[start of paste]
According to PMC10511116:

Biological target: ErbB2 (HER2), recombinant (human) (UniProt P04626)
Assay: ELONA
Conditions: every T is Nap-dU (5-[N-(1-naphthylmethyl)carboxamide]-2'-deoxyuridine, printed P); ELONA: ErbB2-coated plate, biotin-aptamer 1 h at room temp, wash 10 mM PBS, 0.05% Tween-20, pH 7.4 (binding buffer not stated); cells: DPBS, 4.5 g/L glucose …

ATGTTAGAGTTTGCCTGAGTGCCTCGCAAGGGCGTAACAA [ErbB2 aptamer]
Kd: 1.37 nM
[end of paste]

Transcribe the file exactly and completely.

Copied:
According to PMC10511116:

Biological target: ErbB2 (HER2), recombinant (human) (UniProt P04626)
Assay: ELONA
Conditions: every T is Nap-dU (5-[N-(1-naphthylmethyl)carboxamide]-2'-deoxyuridine, printed P); ELONA: ErbB2-coated plate, biotin-aptamer 1 h at room temp, wash 10 mM PBS, 0.05% Tween-20, pH 7.4 (binding buffer not stated); cells: DPBS, 4.5 g/L glucose …

ATGTTAGAGTTTGCCTGAGTGCCTCGCAAGGGCGTAACAA [ErbB2 aptamer]
Kd: 1.37 nM